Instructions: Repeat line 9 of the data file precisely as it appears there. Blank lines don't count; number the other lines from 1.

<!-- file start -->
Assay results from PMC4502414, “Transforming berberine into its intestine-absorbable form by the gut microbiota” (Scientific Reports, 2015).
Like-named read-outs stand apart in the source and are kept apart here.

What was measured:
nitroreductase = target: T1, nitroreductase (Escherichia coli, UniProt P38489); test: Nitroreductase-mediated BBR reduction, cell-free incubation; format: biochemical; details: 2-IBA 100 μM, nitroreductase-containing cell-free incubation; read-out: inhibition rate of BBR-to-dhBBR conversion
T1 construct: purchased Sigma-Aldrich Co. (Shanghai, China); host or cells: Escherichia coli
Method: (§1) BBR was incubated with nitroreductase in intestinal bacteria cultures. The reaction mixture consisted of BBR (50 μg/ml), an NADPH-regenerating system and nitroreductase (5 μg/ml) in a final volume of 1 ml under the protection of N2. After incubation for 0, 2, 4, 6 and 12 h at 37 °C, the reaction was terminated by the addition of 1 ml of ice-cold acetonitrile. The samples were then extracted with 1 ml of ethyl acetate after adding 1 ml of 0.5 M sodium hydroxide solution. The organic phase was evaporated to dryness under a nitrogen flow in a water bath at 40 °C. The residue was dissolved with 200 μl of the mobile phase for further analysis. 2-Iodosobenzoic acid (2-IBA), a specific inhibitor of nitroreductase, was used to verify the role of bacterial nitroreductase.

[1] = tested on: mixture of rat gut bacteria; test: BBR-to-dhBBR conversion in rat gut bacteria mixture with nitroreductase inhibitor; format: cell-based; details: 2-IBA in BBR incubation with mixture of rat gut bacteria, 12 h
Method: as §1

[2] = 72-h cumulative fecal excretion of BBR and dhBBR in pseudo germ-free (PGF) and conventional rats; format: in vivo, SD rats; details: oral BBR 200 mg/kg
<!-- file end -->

[2] = 72-h cumulative fecal excretion of BBR and dhBBR in pseudo germ-free (PGF) and conventional rats; format: in vivo, SD rats; details: oral BBR 200 mg/kg